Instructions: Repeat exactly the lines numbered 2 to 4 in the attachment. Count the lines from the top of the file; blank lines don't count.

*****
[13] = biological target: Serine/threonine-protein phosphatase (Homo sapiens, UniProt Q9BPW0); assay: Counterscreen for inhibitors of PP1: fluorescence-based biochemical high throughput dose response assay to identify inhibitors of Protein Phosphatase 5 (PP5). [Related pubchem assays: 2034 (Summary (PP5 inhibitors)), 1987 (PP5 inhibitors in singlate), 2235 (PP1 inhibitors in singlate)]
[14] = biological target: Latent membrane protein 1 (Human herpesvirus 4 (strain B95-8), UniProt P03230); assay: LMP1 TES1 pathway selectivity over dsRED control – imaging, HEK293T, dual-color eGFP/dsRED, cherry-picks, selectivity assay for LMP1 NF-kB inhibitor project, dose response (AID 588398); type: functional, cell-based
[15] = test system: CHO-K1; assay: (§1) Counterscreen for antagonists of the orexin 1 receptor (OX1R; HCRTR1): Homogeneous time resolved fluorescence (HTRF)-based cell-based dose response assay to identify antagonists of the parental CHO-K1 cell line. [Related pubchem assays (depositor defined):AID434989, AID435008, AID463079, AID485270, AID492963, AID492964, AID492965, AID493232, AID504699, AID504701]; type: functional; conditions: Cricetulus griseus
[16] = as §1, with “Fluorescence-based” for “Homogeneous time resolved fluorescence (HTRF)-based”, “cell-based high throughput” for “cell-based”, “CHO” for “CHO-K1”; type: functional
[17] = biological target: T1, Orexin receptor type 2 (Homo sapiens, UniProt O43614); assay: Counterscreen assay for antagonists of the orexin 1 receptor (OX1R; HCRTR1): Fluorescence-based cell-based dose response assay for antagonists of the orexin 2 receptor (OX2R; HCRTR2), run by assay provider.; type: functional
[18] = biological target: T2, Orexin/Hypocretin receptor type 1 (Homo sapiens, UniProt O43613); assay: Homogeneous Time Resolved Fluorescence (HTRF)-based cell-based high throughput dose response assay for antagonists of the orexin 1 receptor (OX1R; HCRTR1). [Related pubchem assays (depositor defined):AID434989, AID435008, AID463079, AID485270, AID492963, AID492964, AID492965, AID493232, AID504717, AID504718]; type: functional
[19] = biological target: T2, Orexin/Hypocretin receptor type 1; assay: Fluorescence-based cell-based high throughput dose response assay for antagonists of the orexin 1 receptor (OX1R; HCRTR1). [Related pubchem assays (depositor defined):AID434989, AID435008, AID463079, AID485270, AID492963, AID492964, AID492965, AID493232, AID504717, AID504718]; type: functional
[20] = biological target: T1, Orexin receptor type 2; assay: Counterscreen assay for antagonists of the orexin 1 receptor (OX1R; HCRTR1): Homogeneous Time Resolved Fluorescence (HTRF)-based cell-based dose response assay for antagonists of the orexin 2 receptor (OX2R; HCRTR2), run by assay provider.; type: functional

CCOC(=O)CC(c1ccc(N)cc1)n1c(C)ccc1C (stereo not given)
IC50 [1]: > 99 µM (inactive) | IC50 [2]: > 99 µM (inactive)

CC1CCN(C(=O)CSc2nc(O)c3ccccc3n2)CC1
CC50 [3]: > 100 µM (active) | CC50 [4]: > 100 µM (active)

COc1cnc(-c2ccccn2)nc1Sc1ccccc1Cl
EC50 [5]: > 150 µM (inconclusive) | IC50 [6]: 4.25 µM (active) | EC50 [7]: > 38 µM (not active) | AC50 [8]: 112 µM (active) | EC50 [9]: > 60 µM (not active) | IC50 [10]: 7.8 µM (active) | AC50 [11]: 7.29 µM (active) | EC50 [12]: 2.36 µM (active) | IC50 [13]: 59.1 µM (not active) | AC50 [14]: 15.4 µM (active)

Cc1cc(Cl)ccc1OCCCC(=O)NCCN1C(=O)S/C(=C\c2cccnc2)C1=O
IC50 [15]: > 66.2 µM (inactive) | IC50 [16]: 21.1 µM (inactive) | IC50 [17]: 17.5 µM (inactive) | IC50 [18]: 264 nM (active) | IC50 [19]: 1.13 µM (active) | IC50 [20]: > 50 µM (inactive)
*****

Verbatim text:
[14] = biological target: Latent membrane protein 1 (Human herpesvirus 4 (strain B95-8), UniProt P03230); assay: LMP1 TES1 pathway selectivity over dsRED control – imaging, HEK293T, dual-color eGFP/dsRED, cherry-picks, selectivity assay for LMP1 NF-kB inhibitor project, dose response (AID 588398); type: functional, cell-based
[15] = test system: CHO-K1; assay: (§1) Counterscreen for antagonists of the orexin 1 receptor (OX1R; HCRTR1): Homogeneous time resolved fluorescence (HTRF)-based cell-based dose response assay to identify antagonists of the parental CHO-K1 cell line. [Related pubchem assays (depositor defined):AID434989, AID435008, AID463079, AID485270, AID492963, AID492964, AID492965, AID493232, AID504699, AID504701]; type: functional; conditions: Cricetulus griseus
[16] = as §1, with “Fluorescence-based” for “Homogeneous time resolved fluorescence (HTRF)-based”, “cell-based high throughput” for “cell-based”, “CHO” for “CHO-K1”; type: functional